Permo-Triassic igneous rocks of Siberia, Russia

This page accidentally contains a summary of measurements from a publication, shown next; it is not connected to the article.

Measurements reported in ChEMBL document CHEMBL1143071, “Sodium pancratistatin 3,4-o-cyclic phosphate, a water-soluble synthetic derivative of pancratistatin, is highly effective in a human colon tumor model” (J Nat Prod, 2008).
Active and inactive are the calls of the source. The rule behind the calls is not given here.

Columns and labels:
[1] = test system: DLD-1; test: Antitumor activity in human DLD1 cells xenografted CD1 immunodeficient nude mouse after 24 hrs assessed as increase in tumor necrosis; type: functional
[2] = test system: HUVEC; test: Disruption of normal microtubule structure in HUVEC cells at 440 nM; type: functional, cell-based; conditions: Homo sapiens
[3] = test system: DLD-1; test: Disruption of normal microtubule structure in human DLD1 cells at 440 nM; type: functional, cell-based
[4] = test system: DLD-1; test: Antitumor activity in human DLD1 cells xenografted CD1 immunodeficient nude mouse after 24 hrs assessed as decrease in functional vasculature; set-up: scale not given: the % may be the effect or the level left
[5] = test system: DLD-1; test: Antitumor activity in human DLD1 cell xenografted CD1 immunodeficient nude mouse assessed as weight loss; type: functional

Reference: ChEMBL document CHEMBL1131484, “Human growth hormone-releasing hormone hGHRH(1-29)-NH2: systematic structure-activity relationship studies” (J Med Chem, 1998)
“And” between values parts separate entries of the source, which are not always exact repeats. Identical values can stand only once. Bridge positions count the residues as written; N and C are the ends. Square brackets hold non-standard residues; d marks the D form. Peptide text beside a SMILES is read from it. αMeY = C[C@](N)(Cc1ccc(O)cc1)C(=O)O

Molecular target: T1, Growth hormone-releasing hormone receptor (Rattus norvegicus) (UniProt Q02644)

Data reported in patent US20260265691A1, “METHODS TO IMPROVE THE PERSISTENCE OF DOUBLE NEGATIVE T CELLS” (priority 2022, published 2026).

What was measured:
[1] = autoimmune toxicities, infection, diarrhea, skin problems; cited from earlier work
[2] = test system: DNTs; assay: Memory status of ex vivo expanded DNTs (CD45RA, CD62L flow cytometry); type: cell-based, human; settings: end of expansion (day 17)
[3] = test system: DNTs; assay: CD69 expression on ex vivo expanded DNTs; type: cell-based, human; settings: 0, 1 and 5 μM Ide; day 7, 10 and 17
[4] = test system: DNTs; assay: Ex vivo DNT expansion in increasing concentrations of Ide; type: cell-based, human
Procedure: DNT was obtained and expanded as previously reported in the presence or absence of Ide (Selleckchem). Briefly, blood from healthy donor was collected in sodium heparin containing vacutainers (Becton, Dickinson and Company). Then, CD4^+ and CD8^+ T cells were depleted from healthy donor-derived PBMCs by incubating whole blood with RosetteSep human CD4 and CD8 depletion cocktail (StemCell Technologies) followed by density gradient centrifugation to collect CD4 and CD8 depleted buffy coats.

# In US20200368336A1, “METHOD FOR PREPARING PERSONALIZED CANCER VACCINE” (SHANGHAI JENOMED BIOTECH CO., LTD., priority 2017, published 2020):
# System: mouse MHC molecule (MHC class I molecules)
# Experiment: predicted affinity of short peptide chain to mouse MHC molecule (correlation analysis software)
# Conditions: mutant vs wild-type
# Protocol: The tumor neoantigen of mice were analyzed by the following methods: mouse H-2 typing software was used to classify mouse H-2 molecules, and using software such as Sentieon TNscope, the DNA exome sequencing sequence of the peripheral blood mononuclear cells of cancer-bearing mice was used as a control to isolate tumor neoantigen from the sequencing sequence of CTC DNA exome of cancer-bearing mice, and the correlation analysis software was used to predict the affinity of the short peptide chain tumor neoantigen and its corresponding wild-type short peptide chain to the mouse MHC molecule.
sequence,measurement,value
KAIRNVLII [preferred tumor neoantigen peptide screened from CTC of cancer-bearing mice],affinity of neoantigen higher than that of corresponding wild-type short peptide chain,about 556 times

Widespread basaltic volcanism occurred in the region of the West Siberian Basin (WSB) and the Taimyr Peninsula in central Russia, and voluminous A-type magmatism within the Mongolian-Transbaikalian belt in southeast Siberia, during Permo-Triassic times. New 40Ar/39Ar age determinations on plagioclase grains from deep boreholes in the WSB reveal that the basalts were erupted at ~250 million years ago. This is synchronous with the main period of the Siberian Traps volcanism, which was located farther east. The age and geochemical data presented confirm that the WSB basalts are part of the Siberian Traps, and at least double the confirmed area of the volcanic province as a whole. The larger area of volcanism strengthens the link between the volcanism and the end-Permian mass extinction. Furthermore, it is argued that the WSB and Taimyr basalts are genetically related to the Siberian Traps basalts, especially the Nadezhdinsky Suite found at Noril’sk. This suite immediately preceded the main pulse of volcanism that extruded lava over large areas of the Siberian Craton. Magma volume and timing constraints strongly suggest that a mantle plume was involved in the formation of the Earth’s largest continental flood basalt province. The Mongolian-Transbaikalian granitoid belt covers over 600,000 km2 with over 350 single A-type plutons. New U-Pb geochronological data presented here demonstrate that no plutonic complex dated is 250 Ma old. Although mantle-derived material played a prominent role in the granitoid generation, these melts may have been generated by processes other than decompressional melting within the head of a mantle plume. The new U-Pb ages and other observations contradict the idea of a relation between the Siberian plume and magmatic activity in the territory of Transbaikalia. An alternative preferred model inducing up rise of asthenospheric material includes slab break-off after a long period of subduction.